The Miracle Man

Patient survives the odds



For some people, going back to work after a weekend off takes some motivation and an extra cup of coffee. For Roger Paulson, the morning of Monday, March 27 couldn’t come soon enough—his first full day back on the job as a mechanic at Dan Porter Motors in Dickinson.

Roger considers himself “The Miracle Man”, and for good reason. On January 10, 2017, Roger suffered a ruptured abdominal aortic aneurysm (AAA) – and lived.

Sharp, stabbing pains prompted Roger and his wife of 37 years Heidi to come to the Emergency Department at CHI St. Alexius Health Dickinson late that afternoon. With Roger presenting typical symptoms of kidney stones, Physician Assistant DesiRae Dinius and hospital staff started doing tests.

When Roger started to code, he was quickly resuscitated by nurse Jordan Mork and the emergency team.

Emergency Physician Dr. Michael Cassidy was consulted and ordered a CT scan. Because Dr. Cassidy was qualified to read CT scans, he was able to recognized ruptured AAA as soon as it appeared on the screen.

Heidi remembers Dr. Cassidy spinning around in his chair and saying to her, “We need to fly him out, right now.”

According to a study by Stanford University School of Medicine, an AAA is one of the most fatal surgical emergencies, with an overall mortality rate of 90%. The aorta is the largest blood-carrying vessel in the body, and a rupture fills any surrounding body cavity with blood, which is nearly always fatal.

Roger remembers, “I was conscious up to the point when I heard them say ‘he’s hemorrhaging.’ I knew that wasn’t good. I literally put myself in my happy place which is Lake Tschida.”

Staff tried to keep Roger in stable condition as transport was arranged. Preston Huber, CRNA, was working on Roger’s airway and blood pressure.

“We tried to find the perfect balance of getting his blood pressure up, but not too high as that pushes more blood out of the tear (caused by the rupture).”

The weather was poor that evening – the medical helicopter was not able to fly due to winds. He would have to travel by ambulance to Bismarck in order to have the vascular surgery needed to save his life.

The first Dickinson Ambulance crew to respond included three crew members: Terry Hartman, Misty Peck and Katie Schwartz. The severity of Roger’s case and the hazardous roads were added stressors.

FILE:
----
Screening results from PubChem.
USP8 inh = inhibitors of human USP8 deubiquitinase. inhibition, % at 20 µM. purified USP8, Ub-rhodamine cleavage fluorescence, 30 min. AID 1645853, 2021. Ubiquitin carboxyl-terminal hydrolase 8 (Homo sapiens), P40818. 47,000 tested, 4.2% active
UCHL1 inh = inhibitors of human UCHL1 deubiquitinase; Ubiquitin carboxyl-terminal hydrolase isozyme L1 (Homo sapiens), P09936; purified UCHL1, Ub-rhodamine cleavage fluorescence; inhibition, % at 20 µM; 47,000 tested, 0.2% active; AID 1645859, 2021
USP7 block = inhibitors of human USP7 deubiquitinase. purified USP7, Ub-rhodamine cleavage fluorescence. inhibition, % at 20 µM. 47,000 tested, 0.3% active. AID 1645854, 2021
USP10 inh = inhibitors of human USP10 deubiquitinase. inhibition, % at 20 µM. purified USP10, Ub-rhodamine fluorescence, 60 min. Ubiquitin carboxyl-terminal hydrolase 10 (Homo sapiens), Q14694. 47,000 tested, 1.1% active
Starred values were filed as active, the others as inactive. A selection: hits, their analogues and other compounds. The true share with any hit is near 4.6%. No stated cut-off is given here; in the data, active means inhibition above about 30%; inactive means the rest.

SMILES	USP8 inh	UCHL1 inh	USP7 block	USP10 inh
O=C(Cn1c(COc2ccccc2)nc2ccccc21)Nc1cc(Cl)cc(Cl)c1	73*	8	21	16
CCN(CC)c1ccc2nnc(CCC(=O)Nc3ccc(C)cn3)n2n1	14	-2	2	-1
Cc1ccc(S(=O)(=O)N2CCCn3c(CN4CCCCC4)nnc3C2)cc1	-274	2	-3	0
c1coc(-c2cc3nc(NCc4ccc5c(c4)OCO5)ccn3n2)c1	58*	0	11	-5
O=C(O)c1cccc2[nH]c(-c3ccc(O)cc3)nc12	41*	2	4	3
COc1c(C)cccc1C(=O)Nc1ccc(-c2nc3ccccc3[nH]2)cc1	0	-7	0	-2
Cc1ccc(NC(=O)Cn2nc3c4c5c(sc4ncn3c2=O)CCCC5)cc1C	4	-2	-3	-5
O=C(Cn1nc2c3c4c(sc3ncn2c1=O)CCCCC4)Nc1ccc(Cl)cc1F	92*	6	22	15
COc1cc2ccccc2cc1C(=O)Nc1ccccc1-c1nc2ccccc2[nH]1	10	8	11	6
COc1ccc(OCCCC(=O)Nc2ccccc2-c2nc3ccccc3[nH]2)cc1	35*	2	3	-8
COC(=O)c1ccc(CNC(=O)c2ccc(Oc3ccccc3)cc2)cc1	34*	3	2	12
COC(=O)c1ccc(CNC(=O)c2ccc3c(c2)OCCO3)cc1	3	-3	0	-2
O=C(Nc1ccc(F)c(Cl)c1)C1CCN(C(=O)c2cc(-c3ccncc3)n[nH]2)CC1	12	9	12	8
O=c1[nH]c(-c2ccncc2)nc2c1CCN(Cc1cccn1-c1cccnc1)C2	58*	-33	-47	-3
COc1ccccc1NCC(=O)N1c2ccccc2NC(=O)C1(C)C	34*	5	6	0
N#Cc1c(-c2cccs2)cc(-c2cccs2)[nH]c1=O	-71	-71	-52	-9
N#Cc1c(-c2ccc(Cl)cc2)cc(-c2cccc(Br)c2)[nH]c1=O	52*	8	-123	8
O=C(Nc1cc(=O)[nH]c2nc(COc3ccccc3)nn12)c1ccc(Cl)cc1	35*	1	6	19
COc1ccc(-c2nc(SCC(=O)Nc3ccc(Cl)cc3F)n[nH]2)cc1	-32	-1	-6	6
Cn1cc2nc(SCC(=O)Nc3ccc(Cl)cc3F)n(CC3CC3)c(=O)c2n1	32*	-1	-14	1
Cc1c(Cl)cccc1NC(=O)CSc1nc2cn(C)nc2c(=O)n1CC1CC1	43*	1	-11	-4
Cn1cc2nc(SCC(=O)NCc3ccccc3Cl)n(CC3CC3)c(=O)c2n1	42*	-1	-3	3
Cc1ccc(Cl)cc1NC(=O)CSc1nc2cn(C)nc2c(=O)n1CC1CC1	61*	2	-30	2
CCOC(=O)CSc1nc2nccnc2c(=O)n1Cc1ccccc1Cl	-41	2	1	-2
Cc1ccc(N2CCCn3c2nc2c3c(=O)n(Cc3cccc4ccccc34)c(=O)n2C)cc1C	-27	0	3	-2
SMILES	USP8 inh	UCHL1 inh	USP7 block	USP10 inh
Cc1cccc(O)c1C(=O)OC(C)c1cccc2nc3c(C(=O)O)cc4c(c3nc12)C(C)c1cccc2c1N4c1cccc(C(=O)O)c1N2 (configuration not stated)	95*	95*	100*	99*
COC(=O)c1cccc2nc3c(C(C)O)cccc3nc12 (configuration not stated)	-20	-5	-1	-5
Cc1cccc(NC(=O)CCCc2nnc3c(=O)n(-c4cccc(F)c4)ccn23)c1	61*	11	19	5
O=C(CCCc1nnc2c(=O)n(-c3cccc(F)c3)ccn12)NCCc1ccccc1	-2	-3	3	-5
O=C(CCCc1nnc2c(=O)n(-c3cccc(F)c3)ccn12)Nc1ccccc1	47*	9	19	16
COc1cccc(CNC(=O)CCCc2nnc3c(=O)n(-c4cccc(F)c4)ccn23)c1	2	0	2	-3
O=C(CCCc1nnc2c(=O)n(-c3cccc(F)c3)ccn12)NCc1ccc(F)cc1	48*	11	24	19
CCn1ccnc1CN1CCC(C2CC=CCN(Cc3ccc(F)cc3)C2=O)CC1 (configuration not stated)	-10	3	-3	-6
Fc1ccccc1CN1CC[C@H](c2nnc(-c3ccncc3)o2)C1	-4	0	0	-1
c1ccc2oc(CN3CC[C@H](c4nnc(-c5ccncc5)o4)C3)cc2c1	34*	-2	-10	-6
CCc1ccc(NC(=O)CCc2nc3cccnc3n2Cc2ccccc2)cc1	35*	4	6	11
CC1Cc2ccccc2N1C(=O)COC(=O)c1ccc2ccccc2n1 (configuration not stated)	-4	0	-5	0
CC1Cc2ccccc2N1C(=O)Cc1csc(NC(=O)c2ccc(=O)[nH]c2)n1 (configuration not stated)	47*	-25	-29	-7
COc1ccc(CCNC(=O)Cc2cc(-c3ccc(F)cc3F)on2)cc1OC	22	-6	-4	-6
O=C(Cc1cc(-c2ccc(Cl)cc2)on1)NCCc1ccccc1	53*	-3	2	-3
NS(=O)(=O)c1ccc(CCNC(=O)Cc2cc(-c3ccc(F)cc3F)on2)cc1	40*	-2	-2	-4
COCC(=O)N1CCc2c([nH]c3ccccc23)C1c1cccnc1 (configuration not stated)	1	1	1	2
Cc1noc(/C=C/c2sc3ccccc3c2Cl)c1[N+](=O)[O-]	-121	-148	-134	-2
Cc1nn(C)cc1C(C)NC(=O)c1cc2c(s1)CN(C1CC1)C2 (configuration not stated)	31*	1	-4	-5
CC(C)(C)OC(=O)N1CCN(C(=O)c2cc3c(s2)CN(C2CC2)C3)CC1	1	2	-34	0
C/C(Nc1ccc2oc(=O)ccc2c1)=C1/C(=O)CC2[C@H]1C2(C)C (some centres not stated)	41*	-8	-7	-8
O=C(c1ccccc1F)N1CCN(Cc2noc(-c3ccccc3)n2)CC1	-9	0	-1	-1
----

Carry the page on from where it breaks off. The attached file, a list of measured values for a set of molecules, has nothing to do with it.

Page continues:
Schwartz said, “He looked ash-y when we started out, but by the time we got to Bismarck his color was looking better. We got his blood pressure under control. I told Terry to try to drive a little faster and that we might make it.”

Heidi recalls not fully knowing how severe the odds were in the moment. “Ignorance is bliss, because I didn’t know. We [Heidi and their daughter and son in-law] left in such a hurry that I got to Bismarck before Roger.”

When the ambulance arrived at Sanford Health in Bismarck, the surgery team met them at the door and rushed Roger into surgery, three hours after he presented at Dickinson’s ED.

By 7:00am the next morning, Roger was awake and talking to staff.

Susan Price, Director of Emergency Services at CHI St. Alexius Dickinson, said her staff was somber when Roger left on the ambulance. They feared a tragic outcome.

When they learned that Roger had successfully come through surgery, they were elated.

Price told the Paulsons at a visit in March, “You touched a lot of my staff’s hearts.”

Heidi replied, “You touched ours!”

Roger will undergo annual scans to check for any newly developed aneurisms or tears in his current aortic repair. Due to the genetic nature of aneurisms, Roger’s siblings have undergone medical imaging scans to check for any aneurisms of concerning size.

He stresses that his years of smoking were a risk factor. “Nicotine is terrible, whether you smoke or chew or even vape. It hardens your vascular system and makes it more likely you could have an aneurism.”

The Paulsons are grateful for all of the medical professionals who played part in Roger’s survival, from the emergency, hospital, and ambulance staff in Dickinson to the surgical, ICU, and rehab teams in Bismarck. Above all, they know that God had a hand in saving Roger’s life.

Heidi explains, “I take it on faith. There’s no particular reason why it happened, no particular reason why he came through the way he did. He had guardian angels. He had God on his side from day one.”

Roger smiles, “I used to smell the roses before, because I was always upbeat, but now I smell the roses EVERY day, because I could be dead.”

-Story and photos by Stephanie Fong

Roger Paulson Dickinson